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Yankees stay up to watch Game 5 of NBA Finals, show support for Kevin Durant


Monday’s night’s inclement weather led to today’s Yankees’ double shift against the crosstown rival Mets. The rain ended up bringing one small blessing — players got to catch up with the NBA Finals.

Most NBA playoff games are televised at 9 p.m., which usually conflicts with the Yankees night games. Getting rained out allowed pinstriped basketball fans to follow the Warriors’ narrow, do-or-die win against the Raptors. The Yankees, featuring a plethora of players well above six feet, could form the Lineup of Death to match the Warriors’ small-ball lineup, and some stars, like CC Sabathia and Aaron Judge, played basketball in high school. A few Yankees stars weighed in on star forward (and Knicks free agency target) Kevin Durant’s Achilles injury.

“I was just sad for the guy,” said Adam Ottavino as he witnessed Durant’s leg collapse. The two-time Finals MVP had been dealing with a calf injury that had him on the mend since May 8. Though Ottavino was as far away from KD’s medical files as anybody else, and thus, wasn’t sure of his exact timetable, he admitted “he probably didn’t really have to go out there.” Nonetheless, he recognized Durant’s sacrifice attested to his competitive drive, and “the type of player he is.”

“It's not really kinda going too far if you're trying to get back to play.” Sabathia resonated with Durant’s drive to be out there despite the risks, especially given the Warriors facing elimination. Sabathia, an East Bay native from Vallejo, CA, believes Durant’s sharp shooting from behind the arc saved his hometown team’s season. “Just sucks that it happened. Not really enough time to let that thing heal and get back to 100 percent.”

CC Sabathia feels bad for Kevin Durant. (David Maxwell/Getty)

Clint Frazier has battled a number of injuries in his short Yankees career, including lingering symptoms from a 2018 concussion that cut his season short. He related to Durant’s hunger to rejoin the squad. “You wanna compete with your team,” the Yankees’ outfielder said. “What he did was a team-first thing. Because he didn’t put his health first.”

Frazier added that though the severity may differ, sacrifices like Durant’s “don't go unnoticed in the locker room.”


On a lighter note, Frazier thinks Toronto will win their first championship — “assuming the whole Drake curse thing” doesn’t get in their way.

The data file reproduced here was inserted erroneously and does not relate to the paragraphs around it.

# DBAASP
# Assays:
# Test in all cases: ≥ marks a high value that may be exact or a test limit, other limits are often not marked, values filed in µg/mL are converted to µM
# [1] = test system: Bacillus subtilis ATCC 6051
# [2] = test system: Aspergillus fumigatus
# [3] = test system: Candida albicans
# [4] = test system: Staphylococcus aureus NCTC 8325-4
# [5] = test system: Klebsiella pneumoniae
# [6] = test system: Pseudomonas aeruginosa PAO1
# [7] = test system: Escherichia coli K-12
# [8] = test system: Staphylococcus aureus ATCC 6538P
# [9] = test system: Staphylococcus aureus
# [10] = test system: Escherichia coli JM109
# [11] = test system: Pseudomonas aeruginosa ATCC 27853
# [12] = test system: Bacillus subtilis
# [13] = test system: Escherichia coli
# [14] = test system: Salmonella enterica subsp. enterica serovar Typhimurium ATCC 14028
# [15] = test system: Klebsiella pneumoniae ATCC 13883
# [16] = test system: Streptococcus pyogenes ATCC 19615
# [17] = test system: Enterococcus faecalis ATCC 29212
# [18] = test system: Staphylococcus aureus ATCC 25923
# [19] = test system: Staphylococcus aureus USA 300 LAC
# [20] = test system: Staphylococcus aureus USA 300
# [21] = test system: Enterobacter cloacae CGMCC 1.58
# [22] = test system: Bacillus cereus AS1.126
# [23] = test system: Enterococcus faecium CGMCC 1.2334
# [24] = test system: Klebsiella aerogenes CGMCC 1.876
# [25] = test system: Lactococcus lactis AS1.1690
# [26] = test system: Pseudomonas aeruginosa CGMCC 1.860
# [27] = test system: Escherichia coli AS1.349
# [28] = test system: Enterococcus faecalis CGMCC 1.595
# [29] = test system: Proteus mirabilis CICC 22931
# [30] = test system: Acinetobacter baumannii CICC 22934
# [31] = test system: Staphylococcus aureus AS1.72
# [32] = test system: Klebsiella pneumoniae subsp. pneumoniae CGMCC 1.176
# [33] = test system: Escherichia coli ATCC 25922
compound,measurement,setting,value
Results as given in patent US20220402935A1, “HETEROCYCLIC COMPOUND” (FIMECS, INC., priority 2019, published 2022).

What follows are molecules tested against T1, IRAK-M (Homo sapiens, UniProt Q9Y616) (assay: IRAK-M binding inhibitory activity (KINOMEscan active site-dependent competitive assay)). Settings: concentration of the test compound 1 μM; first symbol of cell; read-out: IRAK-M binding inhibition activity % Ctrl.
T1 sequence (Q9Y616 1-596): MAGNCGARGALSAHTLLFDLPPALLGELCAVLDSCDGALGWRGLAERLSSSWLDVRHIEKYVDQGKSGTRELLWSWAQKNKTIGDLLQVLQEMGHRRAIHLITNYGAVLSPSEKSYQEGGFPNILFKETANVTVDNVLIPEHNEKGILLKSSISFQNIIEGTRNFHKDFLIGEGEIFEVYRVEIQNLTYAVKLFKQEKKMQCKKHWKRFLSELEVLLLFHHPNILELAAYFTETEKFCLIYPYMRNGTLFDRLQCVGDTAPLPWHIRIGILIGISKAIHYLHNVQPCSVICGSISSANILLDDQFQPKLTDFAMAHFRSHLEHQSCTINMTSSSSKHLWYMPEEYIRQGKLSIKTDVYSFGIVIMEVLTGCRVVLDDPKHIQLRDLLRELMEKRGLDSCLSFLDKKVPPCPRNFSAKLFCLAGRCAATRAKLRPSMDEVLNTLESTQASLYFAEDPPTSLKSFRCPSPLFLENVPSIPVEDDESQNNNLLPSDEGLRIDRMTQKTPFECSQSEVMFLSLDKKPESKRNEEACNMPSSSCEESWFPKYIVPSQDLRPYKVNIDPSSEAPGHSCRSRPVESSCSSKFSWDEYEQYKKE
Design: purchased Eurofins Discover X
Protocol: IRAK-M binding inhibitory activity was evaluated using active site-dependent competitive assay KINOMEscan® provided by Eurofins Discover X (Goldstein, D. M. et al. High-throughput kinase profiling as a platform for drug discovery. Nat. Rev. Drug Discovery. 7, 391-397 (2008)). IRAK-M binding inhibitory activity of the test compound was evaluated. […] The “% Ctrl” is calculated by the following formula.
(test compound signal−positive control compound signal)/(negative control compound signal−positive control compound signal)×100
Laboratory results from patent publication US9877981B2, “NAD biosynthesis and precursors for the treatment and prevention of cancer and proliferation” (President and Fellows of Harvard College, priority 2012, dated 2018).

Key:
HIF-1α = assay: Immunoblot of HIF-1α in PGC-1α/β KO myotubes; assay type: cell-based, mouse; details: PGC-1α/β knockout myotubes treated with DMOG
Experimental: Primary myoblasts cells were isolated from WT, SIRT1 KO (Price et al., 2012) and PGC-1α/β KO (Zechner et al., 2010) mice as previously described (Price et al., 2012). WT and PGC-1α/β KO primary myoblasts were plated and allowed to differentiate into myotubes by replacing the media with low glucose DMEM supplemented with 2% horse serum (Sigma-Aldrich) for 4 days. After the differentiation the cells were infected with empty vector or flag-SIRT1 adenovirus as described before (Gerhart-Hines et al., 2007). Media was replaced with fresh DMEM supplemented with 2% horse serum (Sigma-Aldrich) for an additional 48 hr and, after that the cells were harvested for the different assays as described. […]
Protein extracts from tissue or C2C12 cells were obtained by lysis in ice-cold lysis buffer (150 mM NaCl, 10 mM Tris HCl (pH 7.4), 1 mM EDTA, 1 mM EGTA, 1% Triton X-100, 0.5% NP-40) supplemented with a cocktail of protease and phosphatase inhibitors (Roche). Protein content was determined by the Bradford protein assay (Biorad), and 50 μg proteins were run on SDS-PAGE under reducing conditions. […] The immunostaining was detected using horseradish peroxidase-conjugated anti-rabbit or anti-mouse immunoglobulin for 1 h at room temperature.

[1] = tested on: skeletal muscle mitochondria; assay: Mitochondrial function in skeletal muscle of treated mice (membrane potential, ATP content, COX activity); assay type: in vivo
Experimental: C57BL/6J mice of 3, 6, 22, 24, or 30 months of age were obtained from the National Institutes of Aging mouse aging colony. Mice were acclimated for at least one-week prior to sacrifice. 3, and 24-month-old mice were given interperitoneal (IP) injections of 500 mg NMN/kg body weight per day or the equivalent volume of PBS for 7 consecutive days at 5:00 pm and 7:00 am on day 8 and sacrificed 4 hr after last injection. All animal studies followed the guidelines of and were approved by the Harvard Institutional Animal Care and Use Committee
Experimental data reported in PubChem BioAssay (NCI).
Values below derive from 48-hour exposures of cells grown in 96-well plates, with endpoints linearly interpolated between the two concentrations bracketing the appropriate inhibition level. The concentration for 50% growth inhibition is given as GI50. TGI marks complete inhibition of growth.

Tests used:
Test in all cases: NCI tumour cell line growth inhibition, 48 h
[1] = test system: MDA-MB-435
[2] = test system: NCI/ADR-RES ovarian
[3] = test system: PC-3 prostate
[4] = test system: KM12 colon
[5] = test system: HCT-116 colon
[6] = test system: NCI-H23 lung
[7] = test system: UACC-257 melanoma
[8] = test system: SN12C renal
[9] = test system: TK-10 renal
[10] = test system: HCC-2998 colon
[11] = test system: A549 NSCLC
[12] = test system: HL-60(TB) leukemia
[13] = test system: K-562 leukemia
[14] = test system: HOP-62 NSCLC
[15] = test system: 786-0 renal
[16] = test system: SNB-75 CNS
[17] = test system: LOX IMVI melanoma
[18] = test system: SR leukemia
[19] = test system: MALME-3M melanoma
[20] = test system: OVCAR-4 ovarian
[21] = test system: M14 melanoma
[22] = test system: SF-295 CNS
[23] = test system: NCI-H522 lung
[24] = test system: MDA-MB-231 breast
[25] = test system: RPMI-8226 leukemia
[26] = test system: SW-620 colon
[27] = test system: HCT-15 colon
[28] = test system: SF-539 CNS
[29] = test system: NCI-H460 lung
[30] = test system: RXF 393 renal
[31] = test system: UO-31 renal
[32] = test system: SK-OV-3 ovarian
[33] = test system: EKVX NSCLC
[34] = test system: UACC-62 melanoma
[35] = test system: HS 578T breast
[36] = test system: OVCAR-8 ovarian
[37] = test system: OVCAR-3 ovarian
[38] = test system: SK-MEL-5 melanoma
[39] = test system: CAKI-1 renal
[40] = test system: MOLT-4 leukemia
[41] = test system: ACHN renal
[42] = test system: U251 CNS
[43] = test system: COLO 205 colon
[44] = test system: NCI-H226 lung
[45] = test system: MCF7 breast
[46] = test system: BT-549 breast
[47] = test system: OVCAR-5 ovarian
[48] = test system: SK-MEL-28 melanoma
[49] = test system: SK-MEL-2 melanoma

Drake Curse? Frazier is joking, of course, (mostly) about the internet meme blaming the Toronto-born pop star’s varied and infamous sports fandoms turn tragic for the teams that suffer from his affiliation. Drake has been courtside throughout the Raptors’ magical playoff run, but they lost Game Five by a single point.

Clint Frazier believes in the Raptors as long as Drake doesn't get in the way.
Clint Frazier believes in the Raptors as long as Drake doesn't get in the way. (Sarah Stier/Getty)

How real is it? It’s not my place to say. But you may want to ask tennis great Serena Williams about her loss to 300-1 underdog Roberta Vinci while Drake cheered her from the stands. Uproxx writer Jordan Coley cites Williams’ upset as the curse’s origin, while Frazier joked that heavyweight prizefighter Anthony Joshua’s stunning loss to the underdog Andy Ruiz Jr. as the latest example.

Even Rams star running back Todd Gurley counts Drake as a friend, but he refuses to save the rapper’s number lest he fall victim to the curse.

“It’s funny man,” said Frazier. While the Baby Bomber is adamant that he doesn’t “really believe in stuff like that,” he admitted that he may find religion if the Warriors somehow overcome their 3-1 deficit.


Aaron Boone told reporters before the game that Gleyber Torres would rest the first game to help his iffy shoulder. “Gleyber’s fine,” Boone said, adding he almost slotted him for both games, but decided against it. “With some of the shoulder stuff, he could benefit from not having the wear and tear of both games.”


Dellin Betances was diagnosed with a low-grade lat strain after an MRI Tuesday. He’ll be shut down “for a few weeks,” said manager Aaron Boone.

Boone is unsure of exactly when the lat strain occurred, but when the soreness persisted through a bullpen session, that’s when the team knew they “needed to take a look.”

The Yankees skipper remains optimistic that Betances will contribute this season. “The good news that it is a low-level strain,” said Boone. “But obviously frustrating especially because shoulder [bothering Betances earlier this year] is good.”

“We'll support him right now and hopefully these few weeks down, then ramp him back up.”

Betances is the second Yankees pitcher to suffer a lat strain after a shoulder issue. Staff ace Luis Severino, who has also yet to pitch this season, is dealing with a Grade 2 lat strain. Boone doesn’t believe those subsequent lat strains were more than a coincidence, while stressing he was “not the person to ask.”